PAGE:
New Delhi: In a landmark verdict, the Supreme Court ruled that women of all ages would be able to enter the Sabarimala temple A five-judge Constitution Bench, including Chief Justice of India Dipak Misra, announced the verdict. Justice Indu Malhotra, the only woman on the bench, dissented from the majority verdict and said that the entry of menstruating women from ages 10 to 50 in the historic temple is not correct as “courts cannot interfere unless an aggrieved person from the concerned sect or religion” approaches it.

The Supreme Court on Friday opened the doors of Kerala’s Sabarimala temple to all women stating that “courts must not grant legitimacy to religious practices which derogate women”.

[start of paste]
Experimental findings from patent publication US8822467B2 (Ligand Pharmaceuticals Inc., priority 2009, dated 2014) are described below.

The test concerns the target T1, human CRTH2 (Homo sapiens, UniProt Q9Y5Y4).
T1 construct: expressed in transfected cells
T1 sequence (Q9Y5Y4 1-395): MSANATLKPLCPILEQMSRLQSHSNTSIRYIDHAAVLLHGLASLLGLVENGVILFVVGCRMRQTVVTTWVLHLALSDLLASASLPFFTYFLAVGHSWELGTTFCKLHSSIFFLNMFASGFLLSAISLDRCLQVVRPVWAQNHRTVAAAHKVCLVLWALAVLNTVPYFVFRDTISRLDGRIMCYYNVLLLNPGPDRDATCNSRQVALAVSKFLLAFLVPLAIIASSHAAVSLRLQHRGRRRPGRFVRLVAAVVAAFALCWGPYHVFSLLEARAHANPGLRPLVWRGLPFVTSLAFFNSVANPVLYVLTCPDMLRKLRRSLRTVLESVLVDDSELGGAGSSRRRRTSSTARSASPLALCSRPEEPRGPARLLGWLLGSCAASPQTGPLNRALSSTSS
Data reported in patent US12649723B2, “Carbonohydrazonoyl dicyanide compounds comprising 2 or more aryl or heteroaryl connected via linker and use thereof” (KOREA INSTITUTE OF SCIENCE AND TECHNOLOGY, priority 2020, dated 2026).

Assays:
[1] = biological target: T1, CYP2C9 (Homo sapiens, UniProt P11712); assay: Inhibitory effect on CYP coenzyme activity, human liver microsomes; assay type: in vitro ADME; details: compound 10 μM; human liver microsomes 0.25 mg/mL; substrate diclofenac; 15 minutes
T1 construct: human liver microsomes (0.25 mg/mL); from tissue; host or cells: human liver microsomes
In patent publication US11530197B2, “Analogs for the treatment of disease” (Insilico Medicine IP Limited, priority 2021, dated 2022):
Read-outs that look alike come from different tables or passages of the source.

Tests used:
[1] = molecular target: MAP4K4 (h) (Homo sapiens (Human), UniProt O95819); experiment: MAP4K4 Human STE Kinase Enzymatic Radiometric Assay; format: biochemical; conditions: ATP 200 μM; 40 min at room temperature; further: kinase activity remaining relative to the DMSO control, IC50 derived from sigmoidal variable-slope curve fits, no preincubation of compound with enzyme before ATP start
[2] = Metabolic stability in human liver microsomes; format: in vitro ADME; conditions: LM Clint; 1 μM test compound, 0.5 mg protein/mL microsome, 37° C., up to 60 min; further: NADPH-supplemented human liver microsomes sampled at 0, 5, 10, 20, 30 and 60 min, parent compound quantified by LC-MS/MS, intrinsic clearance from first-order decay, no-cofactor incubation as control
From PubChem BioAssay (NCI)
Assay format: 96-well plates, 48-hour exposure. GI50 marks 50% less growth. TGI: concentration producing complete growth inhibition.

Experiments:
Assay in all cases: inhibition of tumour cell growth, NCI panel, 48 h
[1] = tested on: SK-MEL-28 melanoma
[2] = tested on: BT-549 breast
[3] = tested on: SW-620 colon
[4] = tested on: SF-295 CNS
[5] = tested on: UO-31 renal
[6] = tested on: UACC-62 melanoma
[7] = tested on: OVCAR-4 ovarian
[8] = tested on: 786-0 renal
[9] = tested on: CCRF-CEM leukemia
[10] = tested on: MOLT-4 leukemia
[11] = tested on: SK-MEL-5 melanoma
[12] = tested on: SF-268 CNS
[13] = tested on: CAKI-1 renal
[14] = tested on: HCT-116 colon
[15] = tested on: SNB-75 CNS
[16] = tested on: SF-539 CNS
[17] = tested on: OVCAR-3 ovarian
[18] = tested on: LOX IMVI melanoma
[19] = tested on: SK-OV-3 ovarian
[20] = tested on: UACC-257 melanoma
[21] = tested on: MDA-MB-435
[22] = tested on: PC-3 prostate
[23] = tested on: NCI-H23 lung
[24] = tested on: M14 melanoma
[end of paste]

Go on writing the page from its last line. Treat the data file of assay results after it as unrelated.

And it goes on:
However, Justice Malhotra did not agree with the rest of the bench and said that the refusal to allow entry of women was right.

She said that it is not for the court to decide which practices should be struck down, except when they are harmful practices like Sati and rationality cannot be brought into faith. 

Justice Malhotra said, “India has diverse religious practices and constitutional morality would allow anyone to profess and practice a religion she/he believes in and it is not for the court to interfere in such religious practices, even if it may appear discriminatory”.

However, she ruled that the respondents have made out a strong case for Ayyappa devotees being a separate denomination and stated that “a balance needs to be struck between religious beliefs on one hand and cherished principles of non-discrimination and equality laid down by Constitution on the other.”